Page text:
"Mum", he says down the phone, "Guess what I did today? "I don't care what you did today his Mother replies. "I tell you what happened here today", she goes on. "Your Dad was murdered, our house torched, our car blown up, your sister raped and your brother abducted." "Gee," says the boy. "I feel a bit responsible for what happened". The Mother replies "So you should be. If it wasn't for you we wouldn't have shifted to Canterbury."

5) Three friends all die at the same time and end up at the pearly gates where Albert Einstein is waiting for them. The first chap approached and Alby asks him,
"What is your IQ, my good man?"

"250" the chap replies.

"Ah excellent. We can participate in meaningful and articulate discussions with my mates Plato and Newton about the Theory of Relativity, Chaos Theory, Astrophysics and the Theory of Everything. We will have much to discuss. You may enter."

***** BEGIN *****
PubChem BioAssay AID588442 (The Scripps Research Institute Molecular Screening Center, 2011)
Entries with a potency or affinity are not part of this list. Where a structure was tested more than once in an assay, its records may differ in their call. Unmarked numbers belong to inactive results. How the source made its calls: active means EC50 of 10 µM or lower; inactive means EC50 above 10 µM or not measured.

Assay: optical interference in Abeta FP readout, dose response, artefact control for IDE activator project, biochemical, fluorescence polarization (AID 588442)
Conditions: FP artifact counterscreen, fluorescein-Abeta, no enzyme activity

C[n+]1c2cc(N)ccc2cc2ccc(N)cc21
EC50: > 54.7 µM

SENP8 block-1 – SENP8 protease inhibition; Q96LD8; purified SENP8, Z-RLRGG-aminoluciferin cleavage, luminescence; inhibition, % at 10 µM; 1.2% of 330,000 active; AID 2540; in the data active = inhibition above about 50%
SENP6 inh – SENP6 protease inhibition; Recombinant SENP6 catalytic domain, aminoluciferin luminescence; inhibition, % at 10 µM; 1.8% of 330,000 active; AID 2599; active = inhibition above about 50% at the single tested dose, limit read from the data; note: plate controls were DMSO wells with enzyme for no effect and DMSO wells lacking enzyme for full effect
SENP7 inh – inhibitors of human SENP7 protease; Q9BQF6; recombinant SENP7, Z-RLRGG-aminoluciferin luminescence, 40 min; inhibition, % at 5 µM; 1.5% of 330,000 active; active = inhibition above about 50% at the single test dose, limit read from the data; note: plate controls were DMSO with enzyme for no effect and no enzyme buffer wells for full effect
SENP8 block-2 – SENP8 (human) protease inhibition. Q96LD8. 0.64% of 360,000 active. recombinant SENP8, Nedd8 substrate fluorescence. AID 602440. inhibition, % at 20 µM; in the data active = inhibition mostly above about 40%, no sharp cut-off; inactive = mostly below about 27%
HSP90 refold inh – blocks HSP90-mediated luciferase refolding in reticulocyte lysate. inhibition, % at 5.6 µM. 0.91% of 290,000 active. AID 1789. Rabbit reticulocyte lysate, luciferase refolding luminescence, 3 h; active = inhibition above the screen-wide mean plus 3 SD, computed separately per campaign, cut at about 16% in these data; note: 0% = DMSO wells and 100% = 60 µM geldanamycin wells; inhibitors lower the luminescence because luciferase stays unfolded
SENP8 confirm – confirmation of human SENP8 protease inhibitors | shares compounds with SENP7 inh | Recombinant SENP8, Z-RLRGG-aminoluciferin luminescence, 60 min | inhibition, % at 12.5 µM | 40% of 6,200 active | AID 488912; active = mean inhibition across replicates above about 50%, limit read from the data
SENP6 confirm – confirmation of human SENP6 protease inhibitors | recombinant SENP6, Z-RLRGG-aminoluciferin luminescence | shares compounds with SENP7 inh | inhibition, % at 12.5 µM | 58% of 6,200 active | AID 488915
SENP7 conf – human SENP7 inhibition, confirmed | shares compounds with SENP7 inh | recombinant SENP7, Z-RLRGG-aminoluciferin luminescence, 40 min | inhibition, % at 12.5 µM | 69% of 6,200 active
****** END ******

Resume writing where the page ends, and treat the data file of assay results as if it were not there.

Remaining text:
The second fellow approached the gate and Albert asks him the same question.

"150" was the reply.

"Ah good. We can discuss the fascinating subjects of History, Philosophy, Economics and Sociology. We will have much to discuss. You may enter."

The third chap approaches the gate nervously.

"Now my good man, what is your IQ?"

"50" the third man replies sheepishly. To which Alby's response was ....

"How about those Bulldgs, hey?"




Brisbane Broncos

Canberra Raiders

Canterbury Bulldogs

Cronulla Sharks

Gold Coast Titans

Manly Sea Eagles

Melbourne Storm

Newcastle Knights

Nth Queensland Cowboys

New Zealand Warriors

Parramatta Eels

Penrith Panthers

South Sydney Rabbitohs

St George Dragons

Sydney City Roosters

Wests Tigers



Team names for Australian sports clubs

The mystery of AFL's invention

Why does Australia have two codes of rugby?

Why kind of country has four codes of "football"?

Why aren't American sports more popular in Australia?